Availability of uranium and nuclear power

Materials World magazine
,
1 Jan 2006

There are about 1012 tonnes of uranium in the top kilometre of the earth's crust. It is just as well that this is so, as the heat from the radioactive decay of uranium (and thorium) ores in the crust has kept the earth reasonably warm throughout the ages and prevented it becoming a cold and lifeless planet.

Uranium exists in a variety of mineral forms in concentrations that are mostly too low to be commercially exploitable. However, sufficient viable uranium ore deposits were discovered to feed the burgeoning military and civil nuclear programmes during the 1960s and 70s. There has though been little prospecting for new uranium deposits during the past two decades (see ‘Uranium - no longer mining's Cinderella' by Michael Forrest in Materials World, April 2005).

The need for ‘green' nuclear reactors

Nuclear reactors during their operating life do not generate carbon dioxide so the current concern about global warming may well result in an increase in the rate of construction of nuclear plants. However, should there be a large demand for nuclear generation, the nuclear industry will be forced to use leaner ores with the associated increased expenditure of energy in mining and milling. These mining processes will themselves produce greenhouse gases and there could come a point where the exercise becomes pointless. David Fleming expands this point of view in an article in the June issue of Prospect.

His argument is as follows. Currently nuclear power provides 16% of the world's electricity, but electricity production itself is only 16% of the total energy consumed globally. It follows that currently nuclear power is contributing only 2.56% to man's total energy needs. He argues that to make a significant impact on global warming nuclear would have to supply 100% of all the world's electricity requirements. However, should it do this, he calculates that the planets total quantity of viable uranium ores would last just six years. He further asserts that this figure would reduce to two years if nuclear power also generated sufficient hydrogen to power all of the world's transport.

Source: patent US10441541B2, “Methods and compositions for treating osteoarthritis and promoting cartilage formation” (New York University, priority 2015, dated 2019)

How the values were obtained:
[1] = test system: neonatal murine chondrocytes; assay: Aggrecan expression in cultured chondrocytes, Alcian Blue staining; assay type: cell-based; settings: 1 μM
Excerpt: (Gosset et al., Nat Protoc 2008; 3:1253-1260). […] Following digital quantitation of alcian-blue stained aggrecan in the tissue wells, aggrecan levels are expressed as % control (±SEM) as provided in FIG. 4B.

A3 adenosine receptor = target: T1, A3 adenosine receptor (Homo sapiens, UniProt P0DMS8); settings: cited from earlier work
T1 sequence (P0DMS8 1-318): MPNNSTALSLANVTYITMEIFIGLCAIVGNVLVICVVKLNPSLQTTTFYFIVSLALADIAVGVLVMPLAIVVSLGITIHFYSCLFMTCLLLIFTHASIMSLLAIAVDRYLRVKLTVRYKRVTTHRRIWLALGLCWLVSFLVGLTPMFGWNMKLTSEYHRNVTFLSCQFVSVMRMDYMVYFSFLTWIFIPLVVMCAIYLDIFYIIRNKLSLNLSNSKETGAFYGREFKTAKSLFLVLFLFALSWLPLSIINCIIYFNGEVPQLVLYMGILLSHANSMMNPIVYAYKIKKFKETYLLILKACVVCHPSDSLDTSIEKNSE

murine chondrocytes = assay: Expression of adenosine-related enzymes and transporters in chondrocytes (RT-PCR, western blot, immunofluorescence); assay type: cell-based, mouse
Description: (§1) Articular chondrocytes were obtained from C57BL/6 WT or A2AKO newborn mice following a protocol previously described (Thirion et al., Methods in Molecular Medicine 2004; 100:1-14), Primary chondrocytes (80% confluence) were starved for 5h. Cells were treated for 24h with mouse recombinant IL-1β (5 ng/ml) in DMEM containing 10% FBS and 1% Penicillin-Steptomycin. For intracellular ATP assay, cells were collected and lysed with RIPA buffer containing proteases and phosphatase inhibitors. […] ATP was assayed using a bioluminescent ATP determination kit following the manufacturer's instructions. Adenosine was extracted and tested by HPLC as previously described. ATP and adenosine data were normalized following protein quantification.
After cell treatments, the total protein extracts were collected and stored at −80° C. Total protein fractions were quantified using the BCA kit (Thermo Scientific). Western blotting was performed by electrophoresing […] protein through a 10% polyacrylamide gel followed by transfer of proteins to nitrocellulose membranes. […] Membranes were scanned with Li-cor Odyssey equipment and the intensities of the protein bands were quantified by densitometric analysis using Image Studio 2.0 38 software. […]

Fast reactors could solve shortage of uranium

An immediate solution to the shortage of high-grade uranium ore would be to substitute thermal nuclear stations with fast reactors. This would increase the reserves of economically viable uranium ore by up to a factor of 100. Fleming rejects this on the grounds that fast reactors are not ‘technically feasible'. However, fast reactors have been operated successfully but are not employed because they are uneconomic at current uranium ore prices. The scenario proposed by Fleming would completely change this situation.

The availability of uranium ore still has military as well as civil implications. In the run-up to the Iraqi war British intelligence reported that Saddam Hussein had tried to buy significant quantities of uranium ore from Niger. This information was eagerly picked up by the Bush administration and the revelation became a pivotal point in President Bush's 2003 State of the Union address, although the reports have since been disputed.

The mining of metals plainly falls within our Institute's bailiwick, but should that metal be uranium, I urge you to tread softly.

 

Further information:

Uranium - no longer mining's Cinderella', Michael Forrest, Materials World, April 2005
No more uranium', David Fleming, Prospect, 11 June 2005
President George Bush's 2003 State of the Union address